Publications & Reports

Critical timing and extent of public health interventions to control outbreaks dominated by SARS-CoV-2 variants in Australia: a mathematical modelling study.

Zou Z, Fairley CK, Shen M, Scott N, Xu X, Li Z, Li R, Zhuang G, Zhang L
China-Australia Joint Research Centre for Infectious Diseases, School of Public Health, Xi'an Jiaotong University Health Science Centre, Xi'an, 710061, China.


OBJECTIVES: The exact characteristics of a COVID-19 outbreak that trigger public health interventions are poorly defined. We aimed to assess the critical timing and extent of public health interventions to contain COVID-19 outbreaks in Australia. METHODS: We developed a practical model using existing epidemics data in Australia. We quantified the effective combinations of public health interventions and the critical number of daily cases for intervention commencement under various scenarios of changes in transmissibility of new variants and vaccination coverage. RESULTS: In the past COVID-19 outbreaks in four Australian states, the number of reported cases on the day that interventions commenced strongly predicted the size and duration of the outbreaks. In the early phase of an outbreak, containing a wildtype-dominant epidemic to a low level (</=10 cases/day) required effective combinations of social distancing and face mask use interventions to be commenced before the number of daily reported cases reaches 6 cases. Containing an Alpha-dominant epidemic would require more stringent interventions that commenced earlier. For Delta variant, public health interventions alone will not contain the epidemic unless with vaccination coverage of >/=70%. CONCLUSIONS: Our study highlights the importance of early and decisive action in the initial phase of an outbreak. Vaccination is essential for containing variants.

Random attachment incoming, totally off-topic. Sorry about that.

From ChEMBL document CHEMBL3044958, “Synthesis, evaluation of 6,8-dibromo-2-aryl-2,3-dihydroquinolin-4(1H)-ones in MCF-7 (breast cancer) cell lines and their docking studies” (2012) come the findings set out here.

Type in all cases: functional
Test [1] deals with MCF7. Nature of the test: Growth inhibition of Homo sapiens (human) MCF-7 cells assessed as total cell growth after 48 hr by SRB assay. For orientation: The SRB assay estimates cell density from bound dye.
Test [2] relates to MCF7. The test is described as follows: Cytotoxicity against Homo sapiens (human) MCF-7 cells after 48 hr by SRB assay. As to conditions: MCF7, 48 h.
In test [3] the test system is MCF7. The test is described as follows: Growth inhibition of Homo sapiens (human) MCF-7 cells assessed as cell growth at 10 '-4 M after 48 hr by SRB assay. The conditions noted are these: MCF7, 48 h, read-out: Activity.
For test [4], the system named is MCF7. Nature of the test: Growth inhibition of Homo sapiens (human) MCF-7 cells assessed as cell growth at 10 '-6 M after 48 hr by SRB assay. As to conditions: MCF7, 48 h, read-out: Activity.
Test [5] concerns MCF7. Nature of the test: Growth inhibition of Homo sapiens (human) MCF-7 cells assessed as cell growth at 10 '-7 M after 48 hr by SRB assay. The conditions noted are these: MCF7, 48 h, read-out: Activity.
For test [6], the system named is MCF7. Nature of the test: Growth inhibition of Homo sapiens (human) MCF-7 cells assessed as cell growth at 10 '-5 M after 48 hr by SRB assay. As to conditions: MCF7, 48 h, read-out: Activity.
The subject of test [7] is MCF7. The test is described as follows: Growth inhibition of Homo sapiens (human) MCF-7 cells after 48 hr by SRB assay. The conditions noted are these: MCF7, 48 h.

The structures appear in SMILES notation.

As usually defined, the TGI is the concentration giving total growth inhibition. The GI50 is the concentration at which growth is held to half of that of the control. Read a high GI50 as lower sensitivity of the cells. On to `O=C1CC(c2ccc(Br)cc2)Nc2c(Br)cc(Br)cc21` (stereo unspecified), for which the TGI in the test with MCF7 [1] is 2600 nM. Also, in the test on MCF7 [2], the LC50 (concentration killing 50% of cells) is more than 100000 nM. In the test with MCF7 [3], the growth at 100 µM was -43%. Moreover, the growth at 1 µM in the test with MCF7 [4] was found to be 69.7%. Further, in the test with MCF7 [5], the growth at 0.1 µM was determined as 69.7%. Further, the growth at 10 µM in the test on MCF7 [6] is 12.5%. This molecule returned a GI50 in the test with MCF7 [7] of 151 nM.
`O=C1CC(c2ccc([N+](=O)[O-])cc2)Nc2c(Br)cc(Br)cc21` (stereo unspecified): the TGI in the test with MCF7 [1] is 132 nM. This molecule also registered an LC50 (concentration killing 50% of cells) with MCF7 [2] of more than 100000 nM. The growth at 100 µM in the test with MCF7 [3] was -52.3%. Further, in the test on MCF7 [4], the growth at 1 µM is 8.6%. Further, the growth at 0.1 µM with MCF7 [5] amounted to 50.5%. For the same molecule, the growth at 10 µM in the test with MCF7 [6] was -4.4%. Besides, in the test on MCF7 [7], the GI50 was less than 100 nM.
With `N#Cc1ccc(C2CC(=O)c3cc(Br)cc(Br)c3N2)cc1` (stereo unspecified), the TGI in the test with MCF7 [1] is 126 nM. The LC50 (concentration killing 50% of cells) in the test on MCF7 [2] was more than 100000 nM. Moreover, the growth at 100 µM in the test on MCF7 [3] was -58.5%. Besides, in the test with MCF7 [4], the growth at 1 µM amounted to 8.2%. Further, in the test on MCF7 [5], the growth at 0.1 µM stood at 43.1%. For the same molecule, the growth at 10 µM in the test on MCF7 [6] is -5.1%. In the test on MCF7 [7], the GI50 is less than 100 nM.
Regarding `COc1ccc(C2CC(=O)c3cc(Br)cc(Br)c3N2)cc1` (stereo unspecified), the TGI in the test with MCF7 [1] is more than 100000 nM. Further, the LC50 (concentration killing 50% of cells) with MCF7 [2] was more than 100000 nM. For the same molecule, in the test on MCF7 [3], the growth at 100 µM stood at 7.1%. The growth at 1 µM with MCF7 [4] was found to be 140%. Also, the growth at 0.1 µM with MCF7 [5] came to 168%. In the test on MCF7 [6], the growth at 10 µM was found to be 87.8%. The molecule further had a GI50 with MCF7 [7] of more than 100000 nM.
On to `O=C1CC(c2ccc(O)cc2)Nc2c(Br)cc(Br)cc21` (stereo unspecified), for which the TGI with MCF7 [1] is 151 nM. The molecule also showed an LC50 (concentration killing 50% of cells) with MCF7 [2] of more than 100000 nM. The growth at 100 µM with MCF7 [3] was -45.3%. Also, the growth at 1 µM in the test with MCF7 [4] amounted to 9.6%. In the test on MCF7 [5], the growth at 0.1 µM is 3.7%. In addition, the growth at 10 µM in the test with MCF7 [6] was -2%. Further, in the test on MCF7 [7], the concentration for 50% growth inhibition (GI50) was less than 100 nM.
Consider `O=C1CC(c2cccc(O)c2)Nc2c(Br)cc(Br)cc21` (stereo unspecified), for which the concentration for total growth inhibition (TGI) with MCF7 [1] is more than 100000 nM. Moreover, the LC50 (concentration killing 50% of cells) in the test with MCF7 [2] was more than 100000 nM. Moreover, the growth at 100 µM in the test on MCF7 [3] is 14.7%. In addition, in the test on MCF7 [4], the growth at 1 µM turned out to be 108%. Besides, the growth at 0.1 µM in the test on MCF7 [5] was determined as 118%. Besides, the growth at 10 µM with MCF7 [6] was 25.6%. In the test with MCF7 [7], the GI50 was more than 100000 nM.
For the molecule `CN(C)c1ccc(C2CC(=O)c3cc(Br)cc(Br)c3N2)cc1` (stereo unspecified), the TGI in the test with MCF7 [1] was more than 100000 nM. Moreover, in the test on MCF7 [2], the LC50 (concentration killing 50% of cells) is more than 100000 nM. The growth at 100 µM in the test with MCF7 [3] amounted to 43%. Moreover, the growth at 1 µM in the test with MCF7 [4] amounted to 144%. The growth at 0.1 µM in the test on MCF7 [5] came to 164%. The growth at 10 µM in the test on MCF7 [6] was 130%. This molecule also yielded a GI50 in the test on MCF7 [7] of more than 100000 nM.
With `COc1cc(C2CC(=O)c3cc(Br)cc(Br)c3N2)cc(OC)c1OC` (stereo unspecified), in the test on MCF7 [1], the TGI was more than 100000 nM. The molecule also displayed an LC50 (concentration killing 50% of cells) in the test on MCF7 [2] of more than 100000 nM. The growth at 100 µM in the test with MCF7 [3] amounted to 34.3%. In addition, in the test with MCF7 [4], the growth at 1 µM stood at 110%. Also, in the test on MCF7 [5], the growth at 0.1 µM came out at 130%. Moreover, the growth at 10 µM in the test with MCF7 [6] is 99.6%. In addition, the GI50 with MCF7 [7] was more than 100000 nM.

Link to publisher’s web site


  • Journal: International Journal of Infectious Diseases
  • Published: 01/02/2022
  • Volume: 115
  • Pagination: 154-165